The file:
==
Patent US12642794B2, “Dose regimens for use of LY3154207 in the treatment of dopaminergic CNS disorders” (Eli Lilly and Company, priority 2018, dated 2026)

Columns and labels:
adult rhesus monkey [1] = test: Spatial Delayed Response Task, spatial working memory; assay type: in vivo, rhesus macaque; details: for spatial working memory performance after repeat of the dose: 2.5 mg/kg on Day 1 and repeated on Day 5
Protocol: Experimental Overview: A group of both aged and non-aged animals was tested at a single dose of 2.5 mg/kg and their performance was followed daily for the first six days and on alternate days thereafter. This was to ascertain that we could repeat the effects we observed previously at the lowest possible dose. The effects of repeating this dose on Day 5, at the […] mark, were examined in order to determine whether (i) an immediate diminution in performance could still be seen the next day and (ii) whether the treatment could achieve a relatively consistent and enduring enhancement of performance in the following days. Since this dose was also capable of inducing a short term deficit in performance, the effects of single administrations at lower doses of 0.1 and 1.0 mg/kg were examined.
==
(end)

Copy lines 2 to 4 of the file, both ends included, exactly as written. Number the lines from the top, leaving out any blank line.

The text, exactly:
Columns and labels:
adult rhesus monkey [1] = test: Spatial Delayed Response Task, spatial working memory; assay type: in vivo, rhesus macaque; details: for spatial working memory performance after repeat of the dose: 2.5 mg/kg on Day 1 and repeated on Day 5
Protocol: Experimental Overview: A group of both aged and non-aged animals was tested at a single dose of 2.5 mg/kg and their performance was followed daily for the first six days and on alternate days thereafter. This was to ascertain that we could repeat the effects we observed previously at the lowest possible dose. The effects of repeating this dose on Day 5, at the […] mark, were examined in order to determine whether (i) an immediate diminution in performance could still be seen the next day and (ii) whether the treatment could achieve a relatively consistent and enduring enhancement of performance in the following days. Since this dose was also capable of inducing a short term deficit in performance, the effects of single administrations at lower doses of 0.1 and 1.0 mg/kg were examined.